LSD Toxicity Workup

Updated: Jan 26, 2023
  • Author: Paul P Rega, MD, FACEP; Chief Editor: Stephen L Thornton, MD  more...
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Approach Considerations

Lysergic acid diethylamide (LSD) toxicity is diagnosed primarily by way of history and physical examination. Most routine drug screens do not detect LSD. In the urine, it is excreted primarily as 2-oxy-lysergic acid diethylamide, which is pharmacologically inactive. Only small amounts of LSD are excreted unchanged in the urine. [40]

The drug can be detected by radioimmunoassay; levels from 1.5-5.5 ng/mL may be found within 24 hours after the patient has taken a 300-mcg dose of LSD. However, high-performance liquid chromatography or gas chromatography is required for confirmation. LSD levels in the urine do not correlate with severity of symptoms. [41, 42]

Although urine tests may be positive for LSD for as long as 120 hours after its ingestion, such studies are too complex to be clinically useful and are instead most often performed in forensic examination. [43]


Studies Related to Complications and Comorbidities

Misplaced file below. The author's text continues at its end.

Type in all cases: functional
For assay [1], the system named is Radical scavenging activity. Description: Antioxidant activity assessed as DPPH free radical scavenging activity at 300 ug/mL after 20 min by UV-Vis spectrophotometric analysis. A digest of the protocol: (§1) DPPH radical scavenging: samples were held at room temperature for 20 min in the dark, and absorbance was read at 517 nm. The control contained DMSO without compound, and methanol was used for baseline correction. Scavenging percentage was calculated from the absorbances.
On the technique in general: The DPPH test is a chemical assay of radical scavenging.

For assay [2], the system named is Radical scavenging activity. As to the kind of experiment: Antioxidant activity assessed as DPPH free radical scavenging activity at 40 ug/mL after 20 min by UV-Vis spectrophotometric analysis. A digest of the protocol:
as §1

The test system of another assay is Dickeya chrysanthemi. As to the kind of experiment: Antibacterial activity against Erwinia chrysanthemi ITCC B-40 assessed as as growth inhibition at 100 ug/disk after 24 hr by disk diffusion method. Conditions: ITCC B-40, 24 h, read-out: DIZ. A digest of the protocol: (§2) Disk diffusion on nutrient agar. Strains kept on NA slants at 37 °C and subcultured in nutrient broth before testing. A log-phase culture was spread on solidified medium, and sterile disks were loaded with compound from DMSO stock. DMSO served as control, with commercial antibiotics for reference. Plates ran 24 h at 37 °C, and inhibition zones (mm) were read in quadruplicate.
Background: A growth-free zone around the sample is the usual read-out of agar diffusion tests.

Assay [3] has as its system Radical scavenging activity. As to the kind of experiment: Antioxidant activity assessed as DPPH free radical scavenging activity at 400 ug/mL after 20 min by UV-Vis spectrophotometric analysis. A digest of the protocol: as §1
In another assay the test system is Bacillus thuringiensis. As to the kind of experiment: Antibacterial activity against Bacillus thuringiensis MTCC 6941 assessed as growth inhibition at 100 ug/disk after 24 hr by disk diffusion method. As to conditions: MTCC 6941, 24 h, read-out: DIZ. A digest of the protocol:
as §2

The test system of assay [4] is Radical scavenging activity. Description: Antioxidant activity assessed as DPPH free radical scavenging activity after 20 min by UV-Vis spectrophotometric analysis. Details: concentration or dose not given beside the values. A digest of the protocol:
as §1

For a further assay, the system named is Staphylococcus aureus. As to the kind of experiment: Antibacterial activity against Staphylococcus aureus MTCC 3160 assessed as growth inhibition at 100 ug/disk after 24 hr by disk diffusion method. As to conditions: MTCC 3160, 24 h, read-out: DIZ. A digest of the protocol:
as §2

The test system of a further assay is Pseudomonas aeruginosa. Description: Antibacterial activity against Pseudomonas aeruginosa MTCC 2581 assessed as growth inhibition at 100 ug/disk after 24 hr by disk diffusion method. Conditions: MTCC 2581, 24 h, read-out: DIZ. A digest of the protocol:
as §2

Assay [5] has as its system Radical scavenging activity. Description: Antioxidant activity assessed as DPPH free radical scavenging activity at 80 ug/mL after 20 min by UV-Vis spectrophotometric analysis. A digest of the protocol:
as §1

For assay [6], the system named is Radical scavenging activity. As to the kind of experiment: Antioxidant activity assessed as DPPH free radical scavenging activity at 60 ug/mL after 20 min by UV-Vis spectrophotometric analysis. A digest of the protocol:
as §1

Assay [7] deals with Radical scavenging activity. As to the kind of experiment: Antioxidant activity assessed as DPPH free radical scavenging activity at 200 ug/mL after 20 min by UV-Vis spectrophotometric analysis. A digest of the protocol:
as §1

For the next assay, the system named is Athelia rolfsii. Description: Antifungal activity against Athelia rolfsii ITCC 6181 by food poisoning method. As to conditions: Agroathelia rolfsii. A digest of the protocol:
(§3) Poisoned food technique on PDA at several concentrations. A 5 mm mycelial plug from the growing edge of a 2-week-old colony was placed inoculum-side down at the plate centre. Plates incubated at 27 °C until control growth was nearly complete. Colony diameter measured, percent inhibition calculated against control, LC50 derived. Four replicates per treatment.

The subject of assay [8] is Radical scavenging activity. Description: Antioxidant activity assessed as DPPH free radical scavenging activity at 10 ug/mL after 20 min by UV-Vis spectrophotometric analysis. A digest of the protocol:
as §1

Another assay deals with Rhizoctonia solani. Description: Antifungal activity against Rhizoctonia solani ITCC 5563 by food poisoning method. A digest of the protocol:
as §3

Diagnostic testing should be directed at identification of complications or exclusion of comorbidities. Coagulation, total creatine phosphokinase, or serum electrolyte studies may be indicated in patients with seizures, coma, or a neuroleptic malignant syndrome–like presentation to identify coagulopathy or rhabdomyolysis or to exclude other diagnoses. Platelet dysfunction and associated bleeding have been reported in patients with large LSD overdoses. Other studies that may prove useful include the following:

  • Imaging studies - Although radiography, computed tomography (CT) scanning, or other imaging modalities are rarely needed, they may aid in identifying complications of LSD use or in excluding other diagnoses

  • Electrocardiography (ECG) - May be appropriate if coingestion is possible or if other possible causes of tachycardia must be excluded

  • Lumbar puncture - May be indicated to exclude meningitis or encephalitis